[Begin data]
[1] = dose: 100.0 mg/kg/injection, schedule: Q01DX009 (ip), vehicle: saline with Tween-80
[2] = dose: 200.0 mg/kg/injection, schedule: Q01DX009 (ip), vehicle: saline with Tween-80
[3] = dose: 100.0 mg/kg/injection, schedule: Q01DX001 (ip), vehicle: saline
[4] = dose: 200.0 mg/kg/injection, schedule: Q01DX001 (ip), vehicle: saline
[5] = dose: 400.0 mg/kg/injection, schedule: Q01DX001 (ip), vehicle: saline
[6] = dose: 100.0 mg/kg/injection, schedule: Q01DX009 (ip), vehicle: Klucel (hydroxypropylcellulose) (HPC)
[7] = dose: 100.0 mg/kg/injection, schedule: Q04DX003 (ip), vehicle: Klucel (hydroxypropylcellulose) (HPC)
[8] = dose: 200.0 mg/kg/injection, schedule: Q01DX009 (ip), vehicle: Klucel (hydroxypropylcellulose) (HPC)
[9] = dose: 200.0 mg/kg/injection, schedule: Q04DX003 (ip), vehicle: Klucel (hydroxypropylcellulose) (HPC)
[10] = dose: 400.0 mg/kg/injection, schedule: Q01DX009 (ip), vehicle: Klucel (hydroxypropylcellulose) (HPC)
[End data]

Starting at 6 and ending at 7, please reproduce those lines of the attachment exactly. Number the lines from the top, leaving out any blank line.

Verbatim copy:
[6] = dose: 100.0 mg/kg/injection, schedule: Q01DX009 (ip), vehicle: Klucel (hydroxypropylcellulose) (HPC)
[7] = dose: 100.0 mg/kg/injection, schedule: Q04DX003 (ip), vehicle: Klucel (hydroxypropylcellulose) (HPC)